Writing your resume can feel like a daunting task and uncertainties are sure to stop you in your tracks. Here we answer your resume frequently asked questions to help you create a document that persuades recruiters to call you in for a job interview.
A resume is typically a short one-page document that promotes your skills, education, and professional achievements. A CV is a European equivalent, although a CV is more in-depth and might include two or three pages. To fit your resume on a single page, consider if each point or sentence will help you get an interview. If it does not, you might want to remove it.
A resume should be concise and easy to read. We recommend using subheadings and bullet points to convey your message effectively. Our number one resume formatting tip is to proofread your resume and ask for feedback from someone you trust.
A resume should include your contact details, a professional introduction, work experience, and education. The order of these sections depends on whether you have more educational achievements or professional history. A resume that appears too short can include additional areas such as skills and interests. Skills can appear first if you don’t want to draw attention to a lack of work experience, a career break, being fired, or when you are making a career change.
A professional introduction is the best way to stand out, and including a unique selling point will draw the attention of hiring managers and employers. Stick with a concise and traditional format focusing on text over visual elements. Remember that recruitment software cannot search visual elements, causing you to lose out on opportunities. A creative CV can help designers and illustrators stand out, but the same risk of automatic resume scanning exists.
A resume introduction should say who you are, why you are an excellent candidate, and your career goals. If you can include figures, recognition, or an achievement, you will quantify your skills and significantly increase your interview chances. Our top tip is to read the employer’s job description, highlight the skills they seek and prioritize them in your introduction and throughout your resume.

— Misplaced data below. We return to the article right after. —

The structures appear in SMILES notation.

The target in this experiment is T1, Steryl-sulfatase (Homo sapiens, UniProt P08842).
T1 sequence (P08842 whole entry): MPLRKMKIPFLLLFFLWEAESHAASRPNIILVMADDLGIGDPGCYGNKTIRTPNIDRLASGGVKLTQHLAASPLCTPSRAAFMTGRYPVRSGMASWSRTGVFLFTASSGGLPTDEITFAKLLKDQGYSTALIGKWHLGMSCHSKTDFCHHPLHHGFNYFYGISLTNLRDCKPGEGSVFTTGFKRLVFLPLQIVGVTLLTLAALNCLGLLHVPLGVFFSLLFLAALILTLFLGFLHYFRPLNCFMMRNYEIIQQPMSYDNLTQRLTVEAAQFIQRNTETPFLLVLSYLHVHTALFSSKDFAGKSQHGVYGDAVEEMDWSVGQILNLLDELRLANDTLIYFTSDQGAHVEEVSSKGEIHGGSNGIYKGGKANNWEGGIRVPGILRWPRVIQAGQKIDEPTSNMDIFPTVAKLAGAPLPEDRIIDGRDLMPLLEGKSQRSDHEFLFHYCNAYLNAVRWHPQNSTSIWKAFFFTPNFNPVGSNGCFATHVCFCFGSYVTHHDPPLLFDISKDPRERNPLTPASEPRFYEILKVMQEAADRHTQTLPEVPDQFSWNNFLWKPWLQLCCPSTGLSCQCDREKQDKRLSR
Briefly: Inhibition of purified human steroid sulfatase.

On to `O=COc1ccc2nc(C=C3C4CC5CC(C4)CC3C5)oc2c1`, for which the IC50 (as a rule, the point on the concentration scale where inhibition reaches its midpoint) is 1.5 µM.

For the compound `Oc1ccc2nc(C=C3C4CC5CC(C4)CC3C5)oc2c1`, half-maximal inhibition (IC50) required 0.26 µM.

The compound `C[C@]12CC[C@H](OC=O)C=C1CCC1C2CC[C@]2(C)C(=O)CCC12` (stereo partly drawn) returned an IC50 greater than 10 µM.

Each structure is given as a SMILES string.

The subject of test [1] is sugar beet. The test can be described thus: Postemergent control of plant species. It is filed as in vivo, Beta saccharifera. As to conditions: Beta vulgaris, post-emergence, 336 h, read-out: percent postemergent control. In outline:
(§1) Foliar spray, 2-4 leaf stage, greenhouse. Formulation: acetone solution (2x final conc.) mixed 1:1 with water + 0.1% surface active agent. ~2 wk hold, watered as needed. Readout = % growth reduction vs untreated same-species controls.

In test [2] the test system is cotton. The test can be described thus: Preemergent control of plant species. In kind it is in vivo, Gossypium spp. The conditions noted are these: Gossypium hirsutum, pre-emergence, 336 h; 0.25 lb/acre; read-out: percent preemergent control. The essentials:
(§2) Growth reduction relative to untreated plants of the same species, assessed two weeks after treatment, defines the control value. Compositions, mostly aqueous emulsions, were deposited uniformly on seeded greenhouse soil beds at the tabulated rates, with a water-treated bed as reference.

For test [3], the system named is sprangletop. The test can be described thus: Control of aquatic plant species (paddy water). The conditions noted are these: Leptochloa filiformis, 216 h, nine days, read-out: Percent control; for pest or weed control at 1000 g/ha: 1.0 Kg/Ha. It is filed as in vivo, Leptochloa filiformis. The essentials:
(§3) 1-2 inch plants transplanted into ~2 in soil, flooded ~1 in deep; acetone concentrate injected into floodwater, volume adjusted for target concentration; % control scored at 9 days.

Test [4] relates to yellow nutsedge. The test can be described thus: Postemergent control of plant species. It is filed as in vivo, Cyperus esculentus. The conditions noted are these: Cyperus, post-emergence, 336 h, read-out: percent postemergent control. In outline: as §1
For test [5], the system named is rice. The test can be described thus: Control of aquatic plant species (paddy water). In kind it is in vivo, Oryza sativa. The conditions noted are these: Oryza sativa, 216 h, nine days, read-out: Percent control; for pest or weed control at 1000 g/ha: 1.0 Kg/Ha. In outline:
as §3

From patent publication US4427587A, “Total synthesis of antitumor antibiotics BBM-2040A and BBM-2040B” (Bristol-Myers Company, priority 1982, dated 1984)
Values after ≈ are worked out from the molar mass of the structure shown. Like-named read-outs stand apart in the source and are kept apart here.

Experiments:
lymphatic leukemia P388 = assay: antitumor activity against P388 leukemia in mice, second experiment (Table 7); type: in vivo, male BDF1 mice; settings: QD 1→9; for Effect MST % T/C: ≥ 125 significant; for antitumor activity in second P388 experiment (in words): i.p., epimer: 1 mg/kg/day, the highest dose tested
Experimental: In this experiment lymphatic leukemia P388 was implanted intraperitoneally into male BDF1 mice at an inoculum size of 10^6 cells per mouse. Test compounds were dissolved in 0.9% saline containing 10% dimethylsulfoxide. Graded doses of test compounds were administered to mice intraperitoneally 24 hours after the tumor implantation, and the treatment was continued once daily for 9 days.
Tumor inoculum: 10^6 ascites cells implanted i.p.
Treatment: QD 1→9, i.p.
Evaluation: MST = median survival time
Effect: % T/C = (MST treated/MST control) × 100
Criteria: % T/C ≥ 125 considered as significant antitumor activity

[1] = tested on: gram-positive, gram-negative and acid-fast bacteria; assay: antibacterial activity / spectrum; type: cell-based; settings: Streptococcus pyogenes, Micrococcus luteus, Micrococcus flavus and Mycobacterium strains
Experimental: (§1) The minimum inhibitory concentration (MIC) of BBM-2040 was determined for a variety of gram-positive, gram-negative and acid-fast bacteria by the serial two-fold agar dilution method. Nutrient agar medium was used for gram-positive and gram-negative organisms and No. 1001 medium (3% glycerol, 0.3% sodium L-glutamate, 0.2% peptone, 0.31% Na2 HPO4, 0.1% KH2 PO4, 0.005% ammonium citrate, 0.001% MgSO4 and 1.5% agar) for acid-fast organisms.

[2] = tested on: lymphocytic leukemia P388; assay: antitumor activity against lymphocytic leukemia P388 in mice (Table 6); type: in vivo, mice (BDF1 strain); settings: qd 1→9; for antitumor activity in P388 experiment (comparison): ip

Considering the concise format of a resume, we don’t recommend going back more than ten years. Junior roles from fifteen years ago are unlikely to compel a hiring manager to give you a call.
Start with your most recent qualifications and educational achievements. You should include the name of the learning institute, study or graduation dates, the field of study, and grades. If you do not have work experience, expand this section to include degree modules, particularly those where you used skills that transfer into a working environment.
Hobbies and interests are an optional resume section and can be helpful if you have limited work experience or qualifications. Relevancy is the most crucial factor, so think about how an interest or hobby demonstrates using essential skills or highlights advantageous personal traits.
Skills generally fall under two categories; hard and soft. Hard skills are technical or measurable, so proficiency in Microsoft Office, bookkeeping, a second language, writing software, or using equipment are examples. Soft skills include communication, motivation, empathy, and adaptability. When adding soft skills accompany them with the result of using the ability.
A resume should not include references or state that references are available on request.
Reviewing practical examples is a superb approach to understanding the answers to your resume questions. If you are unsure of the right path, view the resume template for your profession:
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